It’s December! Break out the party hats! Obamacare is fixed! It’s a Thanksgivmikkah miracle! Throw the confetti!
“Thank you. Thank you. Thank you so, so much. Yes, I know. I’m the greatest.”
Little does he know that each one of those pieces of confetti is a HealthCare.gov site repair ticket.
Wait, what’s this thing about the fine print?
[Obama adviser Jeffrey] Zients also warned that peak traffic volumes during the coming weeks could eclipse the new capacity as consumers rush to sign up before a Dec. 23 deadline for coverage that begins Jan. 1. That could delay some people from completing online applications for subsidized health coverage.
Officials also acknowledged that the site may not operate smoothly for some visitors when traffic volumes are within its capabilities and said they were scrambling to repair and install functions at the crucial “back end” of the system that are needed to finalize enrollments with insurers.
Even so, officials said, the site is dramatically better than when it was launched on Oct. 1.
Well, that’s not that high a bar to clear, remember? “Just six enrollments occurred on the opening day for www.healthcare.gov, the troubled Obamacare website, according to documents released late Thursday by a House oversight committee.” Talk about the soft bigotry of low expectations. “We’re doing better than the catastrophic disaster we began with!”
Sunday night, many of the cheery headlines boasted, “The government says more than 50,000 people can log on to the website and more than 800,000 people will be able to shop for insurance coverage each day.”
And now, the fine print: “Government officials, who asked not to be identified in order to discuss ongoing operations, cautioned last week that they will not know if they’ve actually expanded the site’s carrying capacity to 50,000 users at once until they have that many users online in the coming days.”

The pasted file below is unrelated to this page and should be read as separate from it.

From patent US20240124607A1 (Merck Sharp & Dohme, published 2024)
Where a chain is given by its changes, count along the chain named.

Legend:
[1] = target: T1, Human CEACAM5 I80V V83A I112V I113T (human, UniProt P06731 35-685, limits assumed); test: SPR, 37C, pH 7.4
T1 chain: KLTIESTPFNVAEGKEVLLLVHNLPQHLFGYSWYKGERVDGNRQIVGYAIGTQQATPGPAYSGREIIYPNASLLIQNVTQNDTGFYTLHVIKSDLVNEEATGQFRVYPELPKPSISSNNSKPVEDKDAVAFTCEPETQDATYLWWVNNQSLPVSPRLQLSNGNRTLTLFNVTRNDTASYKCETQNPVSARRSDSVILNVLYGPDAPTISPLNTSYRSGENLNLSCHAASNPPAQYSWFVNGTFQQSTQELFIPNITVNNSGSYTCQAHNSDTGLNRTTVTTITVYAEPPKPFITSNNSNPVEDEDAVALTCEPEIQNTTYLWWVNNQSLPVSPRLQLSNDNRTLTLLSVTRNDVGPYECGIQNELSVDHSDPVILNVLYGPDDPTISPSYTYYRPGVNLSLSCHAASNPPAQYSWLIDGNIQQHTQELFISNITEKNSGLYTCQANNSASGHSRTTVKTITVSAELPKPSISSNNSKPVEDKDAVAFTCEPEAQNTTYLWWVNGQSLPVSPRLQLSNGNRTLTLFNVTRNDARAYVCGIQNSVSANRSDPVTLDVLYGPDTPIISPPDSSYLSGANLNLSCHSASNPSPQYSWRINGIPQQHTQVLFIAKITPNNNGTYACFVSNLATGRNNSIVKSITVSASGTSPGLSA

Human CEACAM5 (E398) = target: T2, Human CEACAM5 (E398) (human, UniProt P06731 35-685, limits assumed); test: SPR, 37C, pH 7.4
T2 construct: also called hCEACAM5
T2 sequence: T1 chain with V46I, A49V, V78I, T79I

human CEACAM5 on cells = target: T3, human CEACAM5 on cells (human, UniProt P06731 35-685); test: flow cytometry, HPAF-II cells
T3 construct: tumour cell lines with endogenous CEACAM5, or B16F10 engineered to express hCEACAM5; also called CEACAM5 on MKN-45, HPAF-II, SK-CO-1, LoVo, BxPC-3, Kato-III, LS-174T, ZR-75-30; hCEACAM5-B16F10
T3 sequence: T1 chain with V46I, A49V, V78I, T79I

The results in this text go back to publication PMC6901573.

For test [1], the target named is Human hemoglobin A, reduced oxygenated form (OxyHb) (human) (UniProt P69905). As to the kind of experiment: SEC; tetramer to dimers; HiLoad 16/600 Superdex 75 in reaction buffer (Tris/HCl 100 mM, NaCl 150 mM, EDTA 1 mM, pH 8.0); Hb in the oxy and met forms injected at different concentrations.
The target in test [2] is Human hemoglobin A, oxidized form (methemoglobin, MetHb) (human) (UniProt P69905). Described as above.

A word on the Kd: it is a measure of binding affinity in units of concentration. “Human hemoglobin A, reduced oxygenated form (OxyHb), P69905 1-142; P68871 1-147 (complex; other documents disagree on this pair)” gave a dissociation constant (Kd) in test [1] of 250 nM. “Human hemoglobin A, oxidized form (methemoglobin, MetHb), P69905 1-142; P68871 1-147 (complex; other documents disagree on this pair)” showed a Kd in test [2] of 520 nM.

Basically, they’re bragging that they think they have the site significantly improved.
The whole paying-for-the-subsidies part? Not finished yet.
Parts of the Obamacare enrollment system used to pay insurers are being pushed back from January in the latest technology delay for the president’s U.S. health-care overhaul.
The administration is setting up a temporary process to send companies the federal subsidies used to help millions of Americans buy coverage because the online system won’t be ready as planned, said Aaron Albright, a spokesman for the Centers for Medicare & Medicaid Services. Insurers will estimate what they are owed rather than have the government calculate the bill.
A gentle reminder: More than one-third of the Obamacare open-enrollment period has passed. According to EnrollMaven.com, which tracks and adds up publicly released data about plan enrollment, enrollment is about 194,932 — roughly 2.8 percent of the 7 million threshold the administration set. We get our next batch of official numbers for the nationwide enrollment in two weeks.
When I say “we get,” I mean, “the administration will release” new numbers in two weeks. They have these numbers, and can release them at any time. They just choose not to, out of embarrassment.
But sometimes people leak:
About 100,000 people signed up for health insurance through the online federal exchange last month, a roughly four-fold increase from October even as a team of U.S. government and contractor programmers was fixing the troubled Affordable Care Act website, said a person familiar with program’s progress.
Do they hit a million by January? February?
Christian Schneider: “HHS’ new tactic: comparing the new Healthcare.gov to how terrible it used to be. So, basically the same ad campaign as Domino’s.”